A monthly fee levied on every German household to fund public broadcasters is legal, with one exception, the Federal Constitutional Court ruled on Wednesday.
For years, critics have lashed out at the monthly fee to support public broadcasters and finally brought their case to the top court.
The Karlsruhe-based court ruled that the fee was justified by the broad programming options offered and was levied "specifically for the financing of public service programing that is fundamental to democracy."
However, the court upheld one complaint and ruled for a single exception. It deemed levying the fee more than once on owners of a second home was illegal. Th court ordered new rules to be drawn up by 2020 and in the meantime owners of multiple properties are no longer liable to pay the levy more than once.
What is the broadcasting fee?
Every house or apartment must pay a monthly fee of €17.50 ($20.35) to support independent public television and radio stations.
The €8 billion collected annually from 45 million homes goes to fund the public service broadcaster consortium ARD, as well as ZDF and radio station Deutschlandradio.
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Prior to 2013, the fee was charged according to the number of radio, television or computer devices per household. However, this fee model became too difficult and intrusive to enforce.
Since 2013, the fee has been levied regardless of the number of people in a household or whether the house or apartment has a television, computer device or radio.
Commercial businesses are also charged for property and according to how many employees they have. They must also pay one-third of the licensing free for each car – an issue that has angered rental car companies.
Why is it controversial? The plaintiffs argued that the fee amounts to a hidden tax imposed illegally by the German states through state treaties, and thereby oversteps their remit because they have no authority to levy taxes. In addition, at issue was the question of "equality before the law" in Germany's Basic Law, because the fee is not charged on actual use or the number of people using the service within a house.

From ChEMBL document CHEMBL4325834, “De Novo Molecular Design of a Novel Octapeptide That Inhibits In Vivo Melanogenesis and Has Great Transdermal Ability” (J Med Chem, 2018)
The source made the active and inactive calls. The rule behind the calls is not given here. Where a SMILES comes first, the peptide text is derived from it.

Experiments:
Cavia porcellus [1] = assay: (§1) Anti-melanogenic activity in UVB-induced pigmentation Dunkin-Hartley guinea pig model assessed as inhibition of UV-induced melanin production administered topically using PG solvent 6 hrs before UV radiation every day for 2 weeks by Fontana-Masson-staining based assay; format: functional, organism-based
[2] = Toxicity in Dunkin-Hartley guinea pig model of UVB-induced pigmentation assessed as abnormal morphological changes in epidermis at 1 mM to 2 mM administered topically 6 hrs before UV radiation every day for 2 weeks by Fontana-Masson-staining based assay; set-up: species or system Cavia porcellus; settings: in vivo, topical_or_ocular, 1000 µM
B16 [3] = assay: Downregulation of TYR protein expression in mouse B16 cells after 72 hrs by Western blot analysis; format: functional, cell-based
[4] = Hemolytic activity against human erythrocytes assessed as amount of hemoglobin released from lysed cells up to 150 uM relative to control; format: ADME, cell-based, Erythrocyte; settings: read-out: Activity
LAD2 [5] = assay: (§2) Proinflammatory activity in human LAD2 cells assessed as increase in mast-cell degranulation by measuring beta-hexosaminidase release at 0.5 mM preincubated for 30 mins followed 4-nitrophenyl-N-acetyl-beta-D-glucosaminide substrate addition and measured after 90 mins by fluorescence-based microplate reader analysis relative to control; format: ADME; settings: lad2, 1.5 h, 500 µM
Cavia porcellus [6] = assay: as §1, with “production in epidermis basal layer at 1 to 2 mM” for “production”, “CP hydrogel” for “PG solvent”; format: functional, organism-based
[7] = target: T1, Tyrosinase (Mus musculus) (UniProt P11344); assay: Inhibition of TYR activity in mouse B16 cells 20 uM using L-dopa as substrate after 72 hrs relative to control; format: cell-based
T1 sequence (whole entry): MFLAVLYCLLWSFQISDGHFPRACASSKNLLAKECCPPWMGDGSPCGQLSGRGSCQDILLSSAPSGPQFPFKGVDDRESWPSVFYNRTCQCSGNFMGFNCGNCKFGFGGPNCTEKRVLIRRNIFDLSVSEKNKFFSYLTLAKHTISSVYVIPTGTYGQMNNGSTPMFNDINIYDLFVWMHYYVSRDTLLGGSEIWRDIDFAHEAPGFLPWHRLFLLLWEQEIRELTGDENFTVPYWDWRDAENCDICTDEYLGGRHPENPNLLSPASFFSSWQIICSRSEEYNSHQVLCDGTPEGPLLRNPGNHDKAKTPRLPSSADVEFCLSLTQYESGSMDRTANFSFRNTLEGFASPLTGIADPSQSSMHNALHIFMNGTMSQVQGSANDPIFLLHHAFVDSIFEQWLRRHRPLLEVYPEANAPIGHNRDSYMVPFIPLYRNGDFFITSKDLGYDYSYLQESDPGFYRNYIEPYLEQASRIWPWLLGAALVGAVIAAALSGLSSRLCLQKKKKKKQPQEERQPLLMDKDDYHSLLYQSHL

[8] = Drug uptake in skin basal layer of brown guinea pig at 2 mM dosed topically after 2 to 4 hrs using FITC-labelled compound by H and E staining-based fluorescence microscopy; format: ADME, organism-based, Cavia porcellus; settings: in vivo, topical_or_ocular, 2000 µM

A third question before the court was on the legality of charging the fee to commercial enterprises.
What was the court asked to rule on? The court was not asked to rule on the legality of public service broadcasters or whether the fee itself is constitutional — that has already been accepted. Rather, the court ruled on how the fee is collected, that is, whether every household should be equally charged.
The court chose four representative complaints out of the many that have been lodged. Three were from private individuals and one was from the rental car company Sixt.
What did the court rule? The court ruled that the fee can be charged per home or apartment because public broadcasting is "typically" used there. Indeed, that view is backed up by consumer research studies, which indicate that public broadcasting reaches 94 percent of people in Germany each week.
The court also ruled that given that public broadcasting can be accessed by television, radio, computer, smartphones and tablets, it was not practical to charge per device.
It also found that even if a household does not use public broadcasting, they have a "realistic ability to use" it.
The court also said the legislature had "wide discretionary scope" to fix the monthly fee and that the rate was not excessive given the wide range of programming.
Commercial fees to stay
Lastly, the court confirmed the rules for commercial enterprises. In upholding the fee on commercial enterprises, the court said they also benefit from public broadcasting.
For example, in the case of Sixt car rental, the court said those in cars benefit from traffic updates on the radio and can listen to public broadcasting. In addition, radio in the car is also factored into the price of the rental price and therefore Sixt benefits financially, the court said.